Calibrate your Monitor



All images on this site have been created using a color managed workflow. This means that my monitors, and output devices have all been calibrated for a known color response, brightness and contrast. As a result if your monitor is not adjusted correctly the images will not look correct, you will loose shadow and highlight detail. My systems are calbrated to a standard of 5000K color temperature (approximately equal to full sun mid day).

My systems are calibrated using a Gretag-MacBeth Eye One calibration system. All of my output is via custom color ICC profiles for my printer with a unique ICC profile for each paper type I use.

You can use the images below to get your monitor to a close approximation of a true calibration. The first image steps from pure black (RGB = 0,0,0) to pure white (RGB = 255,255,255), with a pure white bar above the steps and a pure black bar below the steps. You should adjust your monitor contrast and brightness to a point that each step is clearly visible. The pure black step and bar should be as black as the surround area of your monitor (the area between the bezel and the active image region). The pure white step and bar should be as white as possible, there should not be any blue or pink tint in these areas. It may help to move at least two feet away from your monitor, or to slightly squint your eyes (to de-focus your eyes) when looking at the steps to ensure you have a visible difference between each step.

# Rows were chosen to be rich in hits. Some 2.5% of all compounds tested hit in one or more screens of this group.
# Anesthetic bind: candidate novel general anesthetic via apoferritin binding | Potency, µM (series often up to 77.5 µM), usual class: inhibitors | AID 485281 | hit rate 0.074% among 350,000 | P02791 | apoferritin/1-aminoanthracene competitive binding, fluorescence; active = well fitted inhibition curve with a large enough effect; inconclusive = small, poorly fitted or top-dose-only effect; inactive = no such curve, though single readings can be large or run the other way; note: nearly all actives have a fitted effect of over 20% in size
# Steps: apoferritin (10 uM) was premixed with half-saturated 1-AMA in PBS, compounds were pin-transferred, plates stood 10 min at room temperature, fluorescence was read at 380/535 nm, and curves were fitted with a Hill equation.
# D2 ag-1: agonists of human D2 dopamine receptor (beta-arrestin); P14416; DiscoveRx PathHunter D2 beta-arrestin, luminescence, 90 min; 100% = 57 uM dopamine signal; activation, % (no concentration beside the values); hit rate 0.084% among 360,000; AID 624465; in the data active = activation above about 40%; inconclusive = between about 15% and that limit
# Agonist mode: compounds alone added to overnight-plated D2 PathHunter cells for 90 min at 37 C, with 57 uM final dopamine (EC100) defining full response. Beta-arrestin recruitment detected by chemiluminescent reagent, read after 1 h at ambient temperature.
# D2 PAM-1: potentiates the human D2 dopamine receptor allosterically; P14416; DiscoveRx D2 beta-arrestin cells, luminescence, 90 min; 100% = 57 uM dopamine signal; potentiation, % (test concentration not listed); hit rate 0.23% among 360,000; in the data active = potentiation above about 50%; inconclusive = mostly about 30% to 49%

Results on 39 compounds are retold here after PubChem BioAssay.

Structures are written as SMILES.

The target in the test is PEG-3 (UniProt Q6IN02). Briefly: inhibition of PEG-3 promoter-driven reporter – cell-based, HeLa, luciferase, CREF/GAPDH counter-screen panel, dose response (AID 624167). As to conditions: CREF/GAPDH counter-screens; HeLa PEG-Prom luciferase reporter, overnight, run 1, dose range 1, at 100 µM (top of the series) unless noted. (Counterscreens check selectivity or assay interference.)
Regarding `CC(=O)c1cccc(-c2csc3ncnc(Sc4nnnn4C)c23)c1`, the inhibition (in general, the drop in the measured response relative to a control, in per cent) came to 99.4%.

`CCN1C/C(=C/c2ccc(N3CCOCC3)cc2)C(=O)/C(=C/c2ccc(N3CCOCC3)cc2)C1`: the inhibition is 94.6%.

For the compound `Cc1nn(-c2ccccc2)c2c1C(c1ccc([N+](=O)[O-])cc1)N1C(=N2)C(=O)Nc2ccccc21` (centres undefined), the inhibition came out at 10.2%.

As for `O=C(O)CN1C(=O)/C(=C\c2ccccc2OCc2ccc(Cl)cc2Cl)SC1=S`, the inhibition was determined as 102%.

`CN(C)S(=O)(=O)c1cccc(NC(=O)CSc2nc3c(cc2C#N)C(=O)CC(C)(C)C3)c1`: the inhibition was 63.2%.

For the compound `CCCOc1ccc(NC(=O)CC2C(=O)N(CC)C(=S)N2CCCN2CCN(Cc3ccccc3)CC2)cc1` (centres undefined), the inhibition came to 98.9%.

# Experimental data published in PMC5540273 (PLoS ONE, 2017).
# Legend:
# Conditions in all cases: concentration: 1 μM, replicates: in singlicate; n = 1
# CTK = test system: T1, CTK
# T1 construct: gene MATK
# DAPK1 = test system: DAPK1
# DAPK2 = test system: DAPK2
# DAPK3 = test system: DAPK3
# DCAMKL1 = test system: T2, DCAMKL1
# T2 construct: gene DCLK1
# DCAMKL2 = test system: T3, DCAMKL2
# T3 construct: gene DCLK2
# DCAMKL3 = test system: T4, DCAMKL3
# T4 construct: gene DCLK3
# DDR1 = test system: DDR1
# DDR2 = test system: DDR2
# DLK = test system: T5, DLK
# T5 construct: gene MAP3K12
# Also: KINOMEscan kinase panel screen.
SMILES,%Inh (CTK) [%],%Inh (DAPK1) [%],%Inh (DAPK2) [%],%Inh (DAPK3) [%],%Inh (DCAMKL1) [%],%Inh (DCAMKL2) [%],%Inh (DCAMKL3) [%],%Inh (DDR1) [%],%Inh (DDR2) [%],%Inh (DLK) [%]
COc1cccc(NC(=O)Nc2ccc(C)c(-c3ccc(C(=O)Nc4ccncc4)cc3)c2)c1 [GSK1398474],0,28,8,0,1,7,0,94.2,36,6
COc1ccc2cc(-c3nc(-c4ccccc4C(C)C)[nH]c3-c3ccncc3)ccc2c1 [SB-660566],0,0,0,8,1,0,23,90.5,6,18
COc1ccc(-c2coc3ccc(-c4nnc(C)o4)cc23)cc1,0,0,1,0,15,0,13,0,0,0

The next image is a continuous rainbow flowing smoothly through all of the sprectrum of colors. If you have sufficient color depth capability on your system the image should be a smooth continuous gradient (in fact it was created using the continuous smooth gradient function of Photoshop). If you see distinct steps in the image between colors then your display adapter either is set to a low color depth (such as 256 colors) or is incapable of showing any greater color depth due to limited graphics adapter memory. Again for optimal viewing of the images on this web site you should have at least 16 bit or better color depth.